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Improve insulin sensitivity

Dr. Spencer Nadolsky is a practicing medical physician. He is based in Suffolk, Virginia.

Your body is on a never-ending quest for balance. Its ultimate goal is homeostasis, or an active balance, inside every cell. A key way your body regulates itself is through hormone sensitivity and resistance. Being sensitive to a hormone means it only takes a little bit of it to trigger a reaction in your body. Being resistant means it’ll take a far higher exposure to that hormone before your body pays attention. If you want to build lean muscle mass and burn body fat, then your sensitivity to insulin is of critical importance.

The importance of insulin
Insulin is produced in the pancreas and plays numerous roles, including anabolism – or the growth of new muscle tissue through protein synthesis – but the key function is to regulate the metabolism of carbohydrates and fat in your body. After you eat and as food is digested, glucose enters your bloodstream. In response, your pancreas secretes insulin to shuttle this energy into muscle cells, fat tissues and your liver.

If your sensitivity to insulin is optimal, then your body will use it to drive glucose and amino acids into your muscle cells where new tissue is grown. The result is a bigger, leaner physique. If your insulin-response levels are not optimal, a scenario that can be caused by many factors, including long-term consumption of simple carbohydrates with subsequent increase in visceral fat, then you are always going to struggle to build a better body.

Insulin sensitivity and resistance is among the most researched metabolic conditions because of its association with type-II diabetes, a growing problem in the Western world because of rising obesity rates. It’s through this research that we know so much about how insulin affects so many aspects of health, including the addition of lean muscle mass and the storage of fat. Exercise improves insulin sensitivity, but we also know that we can help restore it to optimal levels through supplementation.

Supplements to promote sensitivity
A resistance to insulin could be a result of a zinc deficiency. Myo-inositol is another molecule shown to improve insulin sensitivity. Taking these two supplements daily may help with insulin resistance.

Zinc Dosage 30mg
Zinc is one of the 24 micronutrients essential for survival. It is found in meat, eggs and pulses. If you are insulin resistant then zinc is excreted in higher doses through urination, and it is lost through sweat, making supplementation very important for athletes and serious gym-goers.

Myo-inositol Dosage 2-4g
Myo-inositol is a small molecule, structurally similar to glucose, that is involved in cellular signalling. Similar to zinc, urinary excretion of inositol derivatives seems to increase in relation to insulin resistance. It appears to have anti-anxiety effects at higher doses, and is quite effective in treating insulin resistance with standard doses.

Secondary steps
If you’re not deficient in zinc and the myo-inositol didn’t help, then these three supplements will improve insulin sensitivity to help build muscle and burn fat.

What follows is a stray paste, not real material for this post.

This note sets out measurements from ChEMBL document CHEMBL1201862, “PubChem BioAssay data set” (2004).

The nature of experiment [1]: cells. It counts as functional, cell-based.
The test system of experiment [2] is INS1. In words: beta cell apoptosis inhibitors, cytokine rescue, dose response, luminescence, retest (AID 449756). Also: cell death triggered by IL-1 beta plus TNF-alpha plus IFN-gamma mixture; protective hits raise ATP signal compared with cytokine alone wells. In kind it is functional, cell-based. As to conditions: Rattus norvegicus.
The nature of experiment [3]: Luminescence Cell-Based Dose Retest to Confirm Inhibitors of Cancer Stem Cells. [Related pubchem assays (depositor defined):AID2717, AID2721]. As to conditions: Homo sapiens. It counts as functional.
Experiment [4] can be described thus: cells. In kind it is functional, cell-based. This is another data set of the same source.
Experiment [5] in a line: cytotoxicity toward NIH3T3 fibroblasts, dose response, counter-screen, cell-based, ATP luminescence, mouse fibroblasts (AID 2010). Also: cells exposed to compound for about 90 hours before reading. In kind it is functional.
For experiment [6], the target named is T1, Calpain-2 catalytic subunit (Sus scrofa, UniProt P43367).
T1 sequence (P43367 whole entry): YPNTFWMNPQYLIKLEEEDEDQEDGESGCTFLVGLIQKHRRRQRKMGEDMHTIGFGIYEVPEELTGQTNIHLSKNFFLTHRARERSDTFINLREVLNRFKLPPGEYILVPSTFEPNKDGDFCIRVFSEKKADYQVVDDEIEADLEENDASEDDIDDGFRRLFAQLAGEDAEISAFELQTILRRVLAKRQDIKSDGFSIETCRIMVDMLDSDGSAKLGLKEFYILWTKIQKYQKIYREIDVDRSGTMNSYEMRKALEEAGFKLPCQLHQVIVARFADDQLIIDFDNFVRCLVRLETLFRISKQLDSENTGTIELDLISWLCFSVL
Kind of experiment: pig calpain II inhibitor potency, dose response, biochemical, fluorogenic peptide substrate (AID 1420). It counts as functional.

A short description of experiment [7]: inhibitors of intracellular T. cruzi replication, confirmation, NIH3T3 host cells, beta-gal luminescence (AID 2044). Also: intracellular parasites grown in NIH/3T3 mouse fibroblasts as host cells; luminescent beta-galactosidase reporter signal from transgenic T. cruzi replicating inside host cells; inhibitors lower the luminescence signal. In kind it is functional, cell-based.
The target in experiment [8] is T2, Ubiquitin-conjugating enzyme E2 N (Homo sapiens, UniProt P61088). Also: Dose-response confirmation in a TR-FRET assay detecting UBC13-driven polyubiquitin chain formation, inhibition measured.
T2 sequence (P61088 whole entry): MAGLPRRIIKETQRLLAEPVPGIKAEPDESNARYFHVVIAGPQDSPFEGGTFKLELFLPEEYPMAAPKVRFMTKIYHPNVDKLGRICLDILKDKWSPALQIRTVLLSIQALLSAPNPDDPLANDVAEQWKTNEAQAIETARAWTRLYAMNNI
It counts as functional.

Creatine Dosage 5g
Creatine is a naturally-occurring organic acid that helps with energy supply to muscle cells. Supplementation appears to augment the exercise-induced uptake of glucose into muscle tissue without necessarily affecting fasting glucose levels. Increased glucose uptake into muscle tissues associated with exercise lowers levels of glycated hemoglobin, the key metric for measuring plasma glucose concentration.

Berberine Dosage 1500mg
Berberine is a supplement extracted from plants and reduces blood-sugar levels by causing cells to take in more glucose. It’s a highly effective supplement and, gram-for-gram, is as potent as the leading pharmaceutical drugs used to fight diabetes.
Studies have shown that taking berberine in three daily doses of 500mg is preferential, and it is advisable to consume it with coconut oil or dairy products to enhance absorption.

Nigella sativa Dosage 2g
Nigella sativa, more commonly known as black cumin, is a medicinal spice that contains a potent bioactive compound known as thymoquinone, which shows promise in treating epilepsy, allergies, and boosting the immune system. Similar to berberine it activates AMPK, an enzyme involved in cellular energy homeostasis, although less potently, but has two other mechanisms of action that are unique. It appears to stimulate PPARY activity, which regulates fatty acid storage and glucose metabolism, and can promote insulin secretion from the pancreas. Two grams of the seeds appears to be the dose required for these effects, and no specific extraction process is needed; seasoning food with black cumin seeds should be effective.

Quick-fix options
There are other supplements that can reduce glucose levels in the blood, but unlike the options above, they have only immediate benefit and are not implicated in improving long-term insulin sensitivity.
Cinnamon can mimic insulin’s effect on a cell, causing it to take in more glucose. The effect is far less potent than insulin, but it does use the same insulin signaling pathway. Be aware that very high doses can cause low blood sugar if not taken with enough carbohydrates. Isoleucine is a branched-chain amino acid that increases the amount of glucose muscles take in. Up to 10g of supplemental isoleucine can improve carbohydrate uptake after meals and even induce muscle protein synthesis.

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